“Halloween Is Grinch Night” (1977)

by A.J. Hakari


On the whole, my relationship with prequels, sequels, and their ilk isn’t unlike that of the Thing’s blood and some hot copper wire. I’m always open to being surprised, but usually, yours truly is left with no real desire to know where characters in what felt like otherwise complete stories came from or where they’re going. That said, 1977’s Halloween Is Grinch Night had me curious as to the other kinds of shenanigans Dr. Seuss’s crotchety Christmas crank enjoyed getting himself into. Is there an off-season when he lets Whoville be, or is raising havoc a full-time gig? Just how mean did the green grouch get before his heart swelled three sizes? This half-hour TV special sets out to show what happens on the one time of the year when the fiend’s powers are at their apex, but those expecting mythic results had best get ready for a rock in their proverbial trick-or-treat bags. Make no mistake, Halloween Is Grinch Night is Seuss through and through, with the author’s trademark lingo and moral lessons in fine form, yet its efforts to spin a somewhat more esoteric yarn are its downfall, depriving it of the profundity and personality that helped Mr. Geisel’s other tales leave such impressions.

Fall has come to scenic Whoville. Leaves fall, children play, and the townspeople shuffle about in their typically mirthful manner. But with the changing season comes an occasion that strikes terror in any Who’s heart: Grinch Night. The sour-sweet winds and growling Gree-Grumps summon the Grinch himself (voice of Hans Conreid) from his lair atop Mount Crumpit, compelling him to carry out his yearly mission of terrorizing the populace below. But as he begins to plot his latest campaign of fear, an unlikely adversary pops up in the form of young Euchariah (voice of Gary Shapiro). Separated from his family by a terrible whirlwind, the Who lad plops down right in the Grinch’s path, seeing firsthand a mere sample of the surreal sights he plans to unleash upon the village. With little time until the sneak arrives in Whoville, Euchariah takes it upon himself to spare his loved ones from further frights — even if it means experiencing the worst of what the Grinch has in store.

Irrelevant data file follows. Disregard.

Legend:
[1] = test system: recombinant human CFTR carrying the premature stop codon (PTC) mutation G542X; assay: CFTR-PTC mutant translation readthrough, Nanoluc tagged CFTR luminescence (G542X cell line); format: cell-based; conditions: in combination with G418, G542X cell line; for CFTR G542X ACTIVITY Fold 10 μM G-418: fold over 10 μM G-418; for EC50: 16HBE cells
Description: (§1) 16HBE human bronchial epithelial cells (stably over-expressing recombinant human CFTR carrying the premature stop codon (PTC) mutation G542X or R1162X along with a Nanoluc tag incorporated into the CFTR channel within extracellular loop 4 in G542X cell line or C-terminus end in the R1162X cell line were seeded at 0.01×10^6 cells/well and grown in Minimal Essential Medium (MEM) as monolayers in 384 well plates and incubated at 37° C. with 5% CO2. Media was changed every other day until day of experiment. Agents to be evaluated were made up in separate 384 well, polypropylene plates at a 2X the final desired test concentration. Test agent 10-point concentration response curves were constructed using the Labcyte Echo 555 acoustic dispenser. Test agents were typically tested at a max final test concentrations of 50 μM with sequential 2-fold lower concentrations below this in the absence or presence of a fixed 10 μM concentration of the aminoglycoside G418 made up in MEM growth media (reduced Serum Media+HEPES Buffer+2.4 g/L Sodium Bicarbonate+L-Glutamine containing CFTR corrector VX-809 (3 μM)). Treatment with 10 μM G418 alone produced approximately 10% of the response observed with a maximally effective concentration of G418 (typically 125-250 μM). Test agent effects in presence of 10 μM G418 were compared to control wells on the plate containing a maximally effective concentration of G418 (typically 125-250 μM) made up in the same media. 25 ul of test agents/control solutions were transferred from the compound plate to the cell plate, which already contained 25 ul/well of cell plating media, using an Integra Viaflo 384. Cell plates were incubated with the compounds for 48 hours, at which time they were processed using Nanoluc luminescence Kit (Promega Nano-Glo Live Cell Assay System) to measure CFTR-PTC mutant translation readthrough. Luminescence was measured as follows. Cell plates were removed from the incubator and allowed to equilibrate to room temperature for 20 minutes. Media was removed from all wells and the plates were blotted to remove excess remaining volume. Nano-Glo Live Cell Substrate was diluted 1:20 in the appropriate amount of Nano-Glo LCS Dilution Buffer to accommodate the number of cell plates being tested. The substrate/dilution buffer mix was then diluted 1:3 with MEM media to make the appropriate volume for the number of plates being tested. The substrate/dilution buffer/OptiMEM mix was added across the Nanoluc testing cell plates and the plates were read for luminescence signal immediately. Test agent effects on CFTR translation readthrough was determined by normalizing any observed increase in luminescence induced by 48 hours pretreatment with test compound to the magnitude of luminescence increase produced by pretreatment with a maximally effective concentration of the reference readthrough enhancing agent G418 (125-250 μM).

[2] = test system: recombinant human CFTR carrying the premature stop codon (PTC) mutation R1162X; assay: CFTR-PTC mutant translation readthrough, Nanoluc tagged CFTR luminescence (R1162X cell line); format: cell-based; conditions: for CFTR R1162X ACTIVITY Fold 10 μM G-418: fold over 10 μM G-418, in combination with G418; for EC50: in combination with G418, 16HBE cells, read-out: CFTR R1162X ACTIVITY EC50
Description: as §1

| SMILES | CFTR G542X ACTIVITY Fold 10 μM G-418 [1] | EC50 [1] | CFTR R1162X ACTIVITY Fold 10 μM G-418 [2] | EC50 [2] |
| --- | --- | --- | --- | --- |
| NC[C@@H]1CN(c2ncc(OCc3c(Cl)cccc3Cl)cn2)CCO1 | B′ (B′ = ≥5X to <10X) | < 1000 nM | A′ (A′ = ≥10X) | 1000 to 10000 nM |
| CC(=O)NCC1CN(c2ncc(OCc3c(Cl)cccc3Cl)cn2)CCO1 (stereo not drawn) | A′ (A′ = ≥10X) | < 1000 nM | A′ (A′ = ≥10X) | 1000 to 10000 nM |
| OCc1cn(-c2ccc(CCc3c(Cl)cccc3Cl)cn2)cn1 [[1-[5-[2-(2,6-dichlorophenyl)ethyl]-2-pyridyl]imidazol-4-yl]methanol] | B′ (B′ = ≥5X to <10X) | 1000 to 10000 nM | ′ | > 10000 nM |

While the eponymous holiday is never actually mentioned, Halloween Is Grinch Night still brings its autumnal A-game when it comes to its visual palette. Whoville is awash in those oranges and golden browns liable to give most folks the warm and fuzzies, if the barren trees and creepy critters dotting the scenery didn’t already put them in a fall state of mind. Plus, Seuss purists will be pleased to see the character designs closely mirror the style of his original illustrations, as opposed to, say, the Chuck Jones makeover the Grinch got for his classic Christmas caper eleven years prior. But even if the Who masses looked entirely different, the essence of Seuss is still carried on here through the imparting of a sound message worth taking to heart for audiences of all ages. Halloween Is Grinch Night concerns the virtues of confronting what scares us over letting paranoia rule our emotions; as his family cowers in their home, Euchariah is busy getting to the bottom of just what it is that the Grinch does that has the whole town so skittish. All of this seems to be building towards a conclusion that reassures us of how what we fear most rarely lives up to what our vivid imaginations conjure, yet because the special passes on providing a clear frame of reference, the lesson’s delivery feels a little muddled. A scene or two of Euchariah’s fellow citizens perpetuating the Grinch’s reputation with inflated anecdotes would’ve rendered his climactic peek behind the curtain more satisfying, but hearsay is unfortunately the order of the day. We’re supposed to tremble before the Grinch apparently just because he’s the Grinch (and because he’s a jerk to flowers, too), though considering what a hammy buffoon he’s made out to be even while on the job, most of our boots will remain decidedly unquaked.